The generation of Ig-secreting cells (ISCs) from memory B cells requires interactions between antigen-specific (Ag-specific) B cells, T cells, and dendritic cells. This process must be strictly regulated to ensure sufficient humoral immunity while avoiding production of pathogenic autoantibodies. BAFF, a member of the TNF family, is a key regulator of B cell homeostasis. BAFF exerts its effect by binding to three receptors — transmembrane activator of and CAML interactor (TACI), B cell maturation antigen (BCMA), and BAFF receptor (BAFF-R). To elucidate the contribution of BAFF to the differentiation of B cells into ISCs, we tracked the fate of human memory B cells stimulated with BAFF or CD40L. BAFF and CD40L significantly increased the overall number of surviving B cells. This was achieved via distinct mechanisms. CD40L induced proliferation of nondifferentiated blasts, while BAFF prevented apoptosis of ISCs without enhancing proliferation. The altered responsiveness of activated memory B cells to CD40L and BAFF correlated with changes in surface phenotype such that expression of CD40 and BAFF-R were reduced on ISCs while BCMA was induced. These results suggest BAFF may enhance humoral immunity in vivo by promoting survival of ISCs via a BCMA-dependent mechanism. These findings have wide-ranging implications for the treatment of human immunodeficiencies as well as autoimmune diseases.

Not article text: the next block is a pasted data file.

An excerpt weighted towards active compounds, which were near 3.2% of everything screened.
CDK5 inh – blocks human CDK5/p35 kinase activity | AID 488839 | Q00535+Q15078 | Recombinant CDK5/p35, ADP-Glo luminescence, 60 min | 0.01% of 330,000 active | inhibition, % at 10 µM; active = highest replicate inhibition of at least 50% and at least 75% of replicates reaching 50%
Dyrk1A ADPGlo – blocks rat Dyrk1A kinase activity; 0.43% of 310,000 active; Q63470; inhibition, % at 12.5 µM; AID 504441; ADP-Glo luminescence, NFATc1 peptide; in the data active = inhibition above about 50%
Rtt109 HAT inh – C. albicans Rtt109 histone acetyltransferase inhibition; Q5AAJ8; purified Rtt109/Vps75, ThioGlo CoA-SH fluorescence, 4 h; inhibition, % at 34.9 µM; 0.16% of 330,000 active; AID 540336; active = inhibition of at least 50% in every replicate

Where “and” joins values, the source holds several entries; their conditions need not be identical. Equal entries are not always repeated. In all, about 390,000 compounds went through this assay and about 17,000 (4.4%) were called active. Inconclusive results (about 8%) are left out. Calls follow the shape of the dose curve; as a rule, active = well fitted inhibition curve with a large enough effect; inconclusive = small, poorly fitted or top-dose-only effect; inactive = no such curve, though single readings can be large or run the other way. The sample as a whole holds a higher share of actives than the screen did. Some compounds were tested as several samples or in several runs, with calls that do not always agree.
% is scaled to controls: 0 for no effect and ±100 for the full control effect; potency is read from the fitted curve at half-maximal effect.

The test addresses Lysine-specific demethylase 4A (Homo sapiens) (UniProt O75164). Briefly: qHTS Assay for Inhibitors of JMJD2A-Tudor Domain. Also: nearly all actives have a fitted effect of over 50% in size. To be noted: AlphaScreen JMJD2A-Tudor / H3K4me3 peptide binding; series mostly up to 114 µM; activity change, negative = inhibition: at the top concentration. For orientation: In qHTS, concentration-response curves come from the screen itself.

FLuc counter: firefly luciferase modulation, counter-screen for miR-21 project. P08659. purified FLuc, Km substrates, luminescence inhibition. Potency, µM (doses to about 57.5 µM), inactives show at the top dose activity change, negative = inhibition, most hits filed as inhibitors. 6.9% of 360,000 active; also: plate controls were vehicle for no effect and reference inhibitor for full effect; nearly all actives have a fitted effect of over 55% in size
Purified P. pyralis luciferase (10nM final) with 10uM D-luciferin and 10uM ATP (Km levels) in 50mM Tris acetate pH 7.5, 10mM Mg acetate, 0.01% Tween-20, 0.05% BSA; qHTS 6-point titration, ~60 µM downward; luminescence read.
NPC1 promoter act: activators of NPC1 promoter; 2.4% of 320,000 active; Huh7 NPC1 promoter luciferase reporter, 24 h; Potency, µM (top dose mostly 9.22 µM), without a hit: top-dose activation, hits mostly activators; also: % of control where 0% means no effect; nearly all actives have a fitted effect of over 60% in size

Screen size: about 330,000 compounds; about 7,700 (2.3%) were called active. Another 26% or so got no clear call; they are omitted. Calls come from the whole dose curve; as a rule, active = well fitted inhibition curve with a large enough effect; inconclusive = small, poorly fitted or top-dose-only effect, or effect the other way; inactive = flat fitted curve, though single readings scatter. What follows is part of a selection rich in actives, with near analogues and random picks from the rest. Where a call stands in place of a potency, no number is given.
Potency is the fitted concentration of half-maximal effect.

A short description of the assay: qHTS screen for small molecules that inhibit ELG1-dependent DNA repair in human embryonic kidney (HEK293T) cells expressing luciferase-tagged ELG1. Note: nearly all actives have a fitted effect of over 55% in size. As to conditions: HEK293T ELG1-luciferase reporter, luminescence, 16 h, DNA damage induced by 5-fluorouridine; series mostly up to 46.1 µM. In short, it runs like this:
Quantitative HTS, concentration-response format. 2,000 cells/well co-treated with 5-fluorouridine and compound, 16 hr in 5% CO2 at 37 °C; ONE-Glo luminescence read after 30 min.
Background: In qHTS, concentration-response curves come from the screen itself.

Danielle T. Avery, Susan L. Kalled, Julia I. Ellyard, Christine Ambrose, Sarah A. Bixler, Marilyn Thien, Robert Brink, Fabienne Mackay, Philip D. Hodgkin, Stuart G. Tangye